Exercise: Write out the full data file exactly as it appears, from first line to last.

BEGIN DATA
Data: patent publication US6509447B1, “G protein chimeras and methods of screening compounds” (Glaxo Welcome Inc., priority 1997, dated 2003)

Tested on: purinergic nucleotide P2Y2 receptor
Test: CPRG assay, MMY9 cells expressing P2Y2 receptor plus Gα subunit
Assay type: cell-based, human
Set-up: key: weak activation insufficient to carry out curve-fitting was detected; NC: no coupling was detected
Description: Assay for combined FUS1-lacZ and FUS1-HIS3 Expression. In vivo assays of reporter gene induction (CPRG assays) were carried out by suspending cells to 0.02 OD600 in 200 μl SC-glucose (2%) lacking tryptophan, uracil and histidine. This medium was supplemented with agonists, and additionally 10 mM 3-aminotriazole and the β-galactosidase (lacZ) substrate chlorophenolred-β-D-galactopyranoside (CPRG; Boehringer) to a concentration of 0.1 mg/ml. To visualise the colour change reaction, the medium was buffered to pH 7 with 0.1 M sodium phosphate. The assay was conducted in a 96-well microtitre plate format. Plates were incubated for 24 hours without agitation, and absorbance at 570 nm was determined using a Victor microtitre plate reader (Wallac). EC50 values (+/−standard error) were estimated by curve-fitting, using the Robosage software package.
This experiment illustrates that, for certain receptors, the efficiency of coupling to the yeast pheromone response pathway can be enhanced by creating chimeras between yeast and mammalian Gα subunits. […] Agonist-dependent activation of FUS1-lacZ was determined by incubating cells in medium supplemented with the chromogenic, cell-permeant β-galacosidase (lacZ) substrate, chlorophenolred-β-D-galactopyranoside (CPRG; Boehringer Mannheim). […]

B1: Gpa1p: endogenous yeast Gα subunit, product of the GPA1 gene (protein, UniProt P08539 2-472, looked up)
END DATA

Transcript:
Data: patent publication US6509447B1, “G protein chimeras and methods of screening compounds” (Glaxo Welcome Inc., priority 1997, dated 2003)

Tested on: purinergic nucleotide P2Y2 receptor
Test: CPRG assay, MMY9 cells expressing P2Y2 receptor plus Gα subunit
Assay type: cell-based, human
Set-up: key: weak activation insufficient to carry out curve-fitting was detected; NC: no coupling was detected
Description: Assay for combined FUS1-lacZ and FUS1-HIS3 Expression. In vivo assays of reporter gene induction (CPRG assays) were carried out by suspending cells to 0.02 OD600 in 200 μl SC-glucose (2%) lacking tryptophan, uracil and histidine. This medium was supplemented with agonists, and additionally 10 mM 3-aminotriazole and the β-galactosidase (lacZ) substrate chlorophenolred-β-D-galactopyranoside (CPRG; Boehringer) to a concentration of 0.1 mg/ml. To visualise the colour change reaction, the medium was buffered to pH 7 with 0.1 M sodium phosphate. The assay was conducted in a 96-well microtitre plate format. Plates were incubated for 24 hours without agitation, and absorbance at 570 nm was determined using a Victor microtitre plate reader (Wallac). EC50 values (+/−standard error) were estimated by curve-fitting, using the Robosage software package.
This experiment illustrates that, for certain receptors, the efficiency of coupling to the yeast pheromone response pathway can be enhanced by creating chimeras between yeast and mammalian Gα subunits. […] Agonist-dependent activation of FUS1-lacZ was determined by incubating cells in medium supplemented with the chromogenic, cell-permeant β-galacosidase (lacZ) substrate, chlorophenolred-β-D-galactopyranoside (CPRG; Boehringer Mannheim). […]

B1: Gpa1p: endogenous yeast Gα subunit, product of the GPA1 gene (protein, UniProt P08539 2-472, looked up)